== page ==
Close your eyes and touch something. Is it hot or cold? Hard or soft? Smooth or fuzzy? How do you know? Your skin does many wonderful things. Besides being a protective covering for your body, your skin has many thousands of small nerve endings that tell you how something feels. These nerve endings are called touch receptors.
There are several types of touch receptors in your skin. Different nerve endings respond to heat, cold, pain, or pressure. Some kinds are free-ending, while others are wrapped around the roots of hairs. In fact, almost every hair on your body is surrounded by a touch receptor.
Some parts of your body have more touch receptors than other parts. For instance, your fingers are more sensitive than your back.
When you touch something, the touch receptors speed a message through your nerves to your brain like a message going through a telephone wire. Your brain receives the signal and tells you how something feels. If necessary, your brain then races a message back so you will pull away. The slightest pressure puts this process into action—and takes less time than a blink of your eyes.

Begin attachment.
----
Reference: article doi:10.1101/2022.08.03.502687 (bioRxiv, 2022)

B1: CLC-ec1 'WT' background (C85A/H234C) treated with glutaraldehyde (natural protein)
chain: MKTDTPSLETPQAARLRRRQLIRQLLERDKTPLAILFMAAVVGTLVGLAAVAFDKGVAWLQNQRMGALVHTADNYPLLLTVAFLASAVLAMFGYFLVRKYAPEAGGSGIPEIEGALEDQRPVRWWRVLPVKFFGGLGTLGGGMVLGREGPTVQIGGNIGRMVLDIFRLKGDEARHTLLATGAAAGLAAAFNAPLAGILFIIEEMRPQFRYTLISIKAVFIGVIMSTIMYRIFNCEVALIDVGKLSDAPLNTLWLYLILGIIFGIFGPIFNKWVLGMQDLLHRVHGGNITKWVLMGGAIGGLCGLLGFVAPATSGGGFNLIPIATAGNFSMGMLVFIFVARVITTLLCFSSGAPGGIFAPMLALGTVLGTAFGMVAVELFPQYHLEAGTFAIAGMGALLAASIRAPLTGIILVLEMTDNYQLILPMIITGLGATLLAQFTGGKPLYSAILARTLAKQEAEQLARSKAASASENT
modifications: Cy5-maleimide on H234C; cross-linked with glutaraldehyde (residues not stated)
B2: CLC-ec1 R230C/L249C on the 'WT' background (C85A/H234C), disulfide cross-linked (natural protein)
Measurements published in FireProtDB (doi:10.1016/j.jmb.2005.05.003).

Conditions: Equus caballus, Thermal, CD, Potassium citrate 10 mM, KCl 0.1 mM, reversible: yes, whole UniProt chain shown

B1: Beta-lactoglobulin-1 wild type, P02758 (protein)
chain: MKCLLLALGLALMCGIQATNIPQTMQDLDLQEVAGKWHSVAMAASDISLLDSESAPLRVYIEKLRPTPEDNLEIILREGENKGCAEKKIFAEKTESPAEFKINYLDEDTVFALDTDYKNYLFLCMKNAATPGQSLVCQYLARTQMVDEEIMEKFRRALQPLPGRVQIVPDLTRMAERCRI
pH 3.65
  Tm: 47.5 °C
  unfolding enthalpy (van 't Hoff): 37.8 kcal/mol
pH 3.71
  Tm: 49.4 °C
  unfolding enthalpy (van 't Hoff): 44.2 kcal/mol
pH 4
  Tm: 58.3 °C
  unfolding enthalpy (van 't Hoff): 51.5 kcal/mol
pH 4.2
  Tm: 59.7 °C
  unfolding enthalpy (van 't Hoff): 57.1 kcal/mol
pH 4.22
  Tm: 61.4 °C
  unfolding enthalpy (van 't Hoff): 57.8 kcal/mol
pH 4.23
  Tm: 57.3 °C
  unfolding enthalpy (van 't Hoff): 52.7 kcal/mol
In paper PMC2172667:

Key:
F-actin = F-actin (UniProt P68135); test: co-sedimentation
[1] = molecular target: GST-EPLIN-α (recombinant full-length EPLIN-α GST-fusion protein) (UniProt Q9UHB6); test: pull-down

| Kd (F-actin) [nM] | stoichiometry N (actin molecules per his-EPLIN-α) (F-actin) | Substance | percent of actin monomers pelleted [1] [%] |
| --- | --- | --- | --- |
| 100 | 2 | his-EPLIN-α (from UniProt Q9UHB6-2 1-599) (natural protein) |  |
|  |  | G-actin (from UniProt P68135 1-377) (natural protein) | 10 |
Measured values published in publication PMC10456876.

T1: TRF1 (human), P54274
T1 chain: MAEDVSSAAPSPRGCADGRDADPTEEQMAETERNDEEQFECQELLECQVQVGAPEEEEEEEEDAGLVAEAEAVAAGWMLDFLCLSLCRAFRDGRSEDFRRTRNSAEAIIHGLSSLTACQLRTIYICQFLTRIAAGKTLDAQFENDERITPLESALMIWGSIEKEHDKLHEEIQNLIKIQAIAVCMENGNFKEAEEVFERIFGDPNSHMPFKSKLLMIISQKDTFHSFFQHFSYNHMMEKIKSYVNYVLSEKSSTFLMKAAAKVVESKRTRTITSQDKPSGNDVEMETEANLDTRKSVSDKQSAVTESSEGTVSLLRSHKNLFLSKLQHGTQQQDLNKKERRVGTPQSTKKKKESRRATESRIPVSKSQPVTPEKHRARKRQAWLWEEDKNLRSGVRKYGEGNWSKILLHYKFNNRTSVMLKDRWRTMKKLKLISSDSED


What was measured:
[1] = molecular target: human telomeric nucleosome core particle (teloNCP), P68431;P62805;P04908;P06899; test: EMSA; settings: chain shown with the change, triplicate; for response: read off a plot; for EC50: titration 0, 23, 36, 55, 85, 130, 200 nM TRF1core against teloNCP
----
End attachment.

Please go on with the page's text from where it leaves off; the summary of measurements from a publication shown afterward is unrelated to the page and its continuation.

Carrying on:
Some receptors have the ability to become less receptive. When certain parts of your body are continually touched without change, the receptors adjust to the pressure and become less sensitive. That is why although the clothes you wear are touching your skin, you usually do not notice them.
Without your sense of touch, how could you feel the delicate smoothness of a rose petal or the coarseness of a piece of sandpaper? If you can’t see a heat source, such as a flame, you are still able to feel the heat and to know enough to take your hand away before you get burned. And how much better an ice-cream cone tastes because you can feel its icy coldness!